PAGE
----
Take for example the first song of the movie, 'Summer Nights'. While a coy Sandy spins a tale of an innocent summer romance to her girlfriends, Danny, the quintessential bad boy describes (inappropriately) to his friends how he went “all the way” with a girl from Australia. When his friends ask, “Did she put up a fight?”, there is no reply of a denial, subtly indicating the possibility of date rape, something which can never be taken mildly in today's day and age.
The first time the audiences meet Danny and Sandy, they're on the beach at the end of summer. He's shown as being a bit rough with her, trying to kiss her against her will, while she asks him not to spoil the mood. He simply ignores her at the time, saying it only makes things better. The second time around, at the drive-in, Danny seems to have not learned his lesson, he grabs her and gets on top of her, even while she's asking him to stop. Ever heard of a thing called consent, Danny? Us modern-day women definitely think not. Tsk-tsk.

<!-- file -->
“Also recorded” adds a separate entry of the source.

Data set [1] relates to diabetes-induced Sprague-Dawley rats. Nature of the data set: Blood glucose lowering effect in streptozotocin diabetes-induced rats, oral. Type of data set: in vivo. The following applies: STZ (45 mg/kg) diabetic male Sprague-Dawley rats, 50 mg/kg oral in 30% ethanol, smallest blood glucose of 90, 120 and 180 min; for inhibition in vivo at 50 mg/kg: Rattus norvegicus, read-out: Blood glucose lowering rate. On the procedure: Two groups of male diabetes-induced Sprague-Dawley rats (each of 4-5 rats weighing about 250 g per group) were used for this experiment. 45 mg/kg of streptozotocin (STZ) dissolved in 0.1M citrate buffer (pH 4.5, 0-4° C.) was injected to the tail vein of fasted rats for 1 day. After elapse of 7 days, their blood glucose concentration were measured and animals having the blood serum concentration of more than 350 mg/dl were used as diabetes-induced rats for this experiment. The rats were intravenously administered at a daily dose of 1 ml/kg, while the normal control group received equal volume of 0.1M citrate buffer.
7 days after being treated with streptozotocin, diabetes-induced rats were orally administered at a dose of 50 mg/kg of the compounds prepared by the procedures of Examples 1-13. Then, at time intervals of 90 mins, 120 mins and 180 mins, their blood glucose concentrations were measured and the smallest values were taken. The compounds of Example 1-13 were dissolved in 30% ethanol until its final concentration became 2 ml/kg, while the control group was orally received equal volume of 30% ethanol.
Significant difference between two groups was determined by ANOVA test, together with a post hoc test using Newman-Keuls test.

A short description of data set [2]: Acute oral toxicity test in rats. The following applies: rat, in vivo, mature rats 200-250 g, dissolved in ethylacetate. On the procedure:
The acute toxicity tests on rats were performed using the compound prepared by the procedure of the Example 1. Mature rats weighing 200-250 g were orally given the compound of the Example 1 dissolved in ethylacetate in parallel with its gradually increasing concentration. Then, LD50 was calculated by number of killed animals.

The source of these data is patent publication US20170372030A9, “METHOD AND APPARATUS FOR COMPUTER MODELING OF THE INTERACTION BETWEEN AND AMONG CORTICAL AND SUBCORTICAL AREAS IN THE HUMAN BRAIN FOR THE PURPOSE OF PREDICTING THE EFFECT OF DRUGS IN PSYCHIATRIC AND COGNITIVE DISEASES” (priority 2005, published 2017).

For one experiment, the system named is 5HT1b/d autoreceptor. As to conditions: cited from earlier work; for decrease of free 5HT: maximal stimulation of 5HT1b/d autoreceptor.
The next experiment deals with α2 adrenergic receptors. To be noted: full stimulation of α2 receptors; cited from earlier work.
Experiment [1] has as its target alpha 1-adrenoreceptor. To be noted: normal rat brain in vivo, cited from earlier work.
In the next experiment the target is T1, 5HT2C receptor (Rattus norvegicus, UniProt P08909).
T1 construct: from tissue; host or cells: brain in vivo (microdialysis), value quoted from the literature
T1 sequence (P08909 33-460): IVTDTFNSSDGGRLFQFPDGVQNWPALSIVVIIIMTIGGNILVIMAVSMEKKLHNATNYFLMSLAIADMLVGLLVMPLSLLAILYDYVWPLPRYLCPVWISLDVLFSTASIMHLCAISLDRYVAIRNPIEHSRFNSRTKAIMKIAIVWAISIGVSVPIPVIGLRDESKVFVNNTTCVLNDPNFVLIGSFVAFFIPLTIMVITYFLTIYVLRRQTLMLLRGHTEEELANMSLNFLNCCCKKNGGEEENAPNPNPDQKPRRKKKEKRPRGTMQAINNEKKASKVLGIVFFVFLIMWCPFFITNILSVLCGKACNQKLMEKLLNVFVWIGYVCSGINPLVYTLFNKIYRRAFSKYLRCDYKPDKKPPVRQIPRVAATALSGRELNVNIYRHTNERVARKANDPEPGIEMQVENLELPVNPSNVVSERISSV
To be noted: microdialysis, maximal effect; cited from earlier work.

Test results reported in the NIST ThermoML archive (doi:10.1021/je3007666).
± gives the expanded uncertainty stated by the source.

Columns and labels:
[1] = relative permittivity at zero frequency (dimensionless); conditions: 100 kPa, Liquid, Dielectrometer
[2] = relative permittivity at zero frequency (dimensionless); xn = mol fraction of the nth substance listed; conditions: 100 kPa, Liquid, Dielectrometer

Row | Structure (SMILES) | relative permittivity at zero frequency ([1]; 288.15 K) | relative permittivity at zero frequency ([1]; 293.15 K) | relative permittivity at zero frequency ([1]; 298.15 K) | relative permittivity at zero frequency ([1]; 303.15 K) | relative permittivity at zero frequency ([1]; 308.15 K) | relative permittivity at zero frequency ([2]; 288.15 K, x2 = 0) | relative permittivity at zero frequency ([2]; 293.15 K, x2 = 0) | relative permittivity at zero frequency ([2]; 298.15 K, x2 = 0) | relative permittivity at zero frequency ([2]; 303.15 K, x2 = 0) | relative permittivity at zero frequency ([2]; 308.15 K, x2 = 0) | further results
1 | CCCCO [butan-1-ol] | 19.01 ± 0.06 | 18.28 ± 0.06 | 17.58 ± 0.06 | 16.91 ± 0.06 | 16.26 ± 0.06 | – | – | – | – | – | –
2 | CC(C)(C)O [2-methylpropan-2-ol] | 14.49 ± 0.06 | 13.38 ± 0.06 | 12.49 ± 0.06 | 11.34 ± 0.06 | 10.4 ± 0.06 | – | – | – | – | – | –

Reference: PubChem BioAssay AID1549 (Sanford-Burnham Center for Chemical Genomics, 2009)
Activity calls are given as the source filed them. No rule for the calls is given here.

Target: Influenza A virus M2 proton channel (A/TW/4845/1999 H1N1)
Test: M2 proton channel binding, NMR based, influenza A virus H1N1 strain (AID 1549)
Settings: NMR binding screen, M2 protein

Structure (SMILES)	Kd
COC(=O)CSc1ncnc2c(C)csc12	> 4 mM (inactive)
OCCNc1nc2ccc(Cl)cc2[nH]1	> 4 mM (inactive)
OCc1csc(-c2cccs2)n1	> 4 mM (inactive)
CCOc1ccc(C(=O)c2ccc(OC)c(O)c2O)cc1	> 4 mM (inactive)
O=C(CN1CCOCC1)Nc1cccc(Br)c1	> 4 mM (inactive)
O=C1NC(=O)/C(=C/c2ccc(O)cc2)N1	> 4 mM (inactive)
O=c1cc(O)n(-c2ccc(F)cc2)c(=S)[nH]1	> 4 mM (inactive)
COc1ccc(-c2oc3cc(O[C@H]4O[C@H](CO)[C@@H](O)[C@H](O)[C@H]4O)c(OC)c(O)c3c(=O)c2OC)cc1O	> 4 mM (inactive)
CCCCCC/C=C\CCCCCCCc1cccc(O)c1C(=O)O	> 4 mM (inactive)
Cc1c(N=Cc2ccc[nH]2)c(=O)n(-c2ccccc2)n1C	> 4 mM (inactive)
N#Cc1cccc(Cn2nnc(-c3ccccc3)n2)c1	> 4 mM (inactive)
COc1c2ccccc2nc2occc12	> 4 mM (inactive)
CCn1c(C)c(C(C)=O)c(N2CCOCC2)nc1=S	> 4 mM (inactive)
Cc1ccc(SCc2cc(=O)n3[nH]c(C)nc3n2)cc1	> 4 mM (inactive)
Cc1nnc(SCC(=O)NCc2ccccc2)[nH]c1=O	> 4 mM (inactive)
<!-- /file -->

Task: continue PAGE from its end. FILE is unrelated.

Further into the movie, the sexual politics surrounding the film's characters does not really add up quite that well. Be it poor Rizzo's slut-shaming on her pregnancy scare with Kenickie, Frenchie's description of Cha Cha as the girl with the "worst reputation" at her high school, or the rival gang "Scorpions" telling Kenickie he'll give him 75 cents for his car "including your chick," the movie doesn't shy from its portrayal of women being beneath men.
Let's also hope that along with its disturbing sexual politics, the upcoming prequel also does not adopt the original movie's love for endless innuendos. Moving ahead, Paramount should be careful of not making the same mistake it did with the original 'Grease', where almost every scene, song, word and deed in the film would today result in a jail term, a lawsuit, a summary dismissal or, at the very least, a sternly worded petition.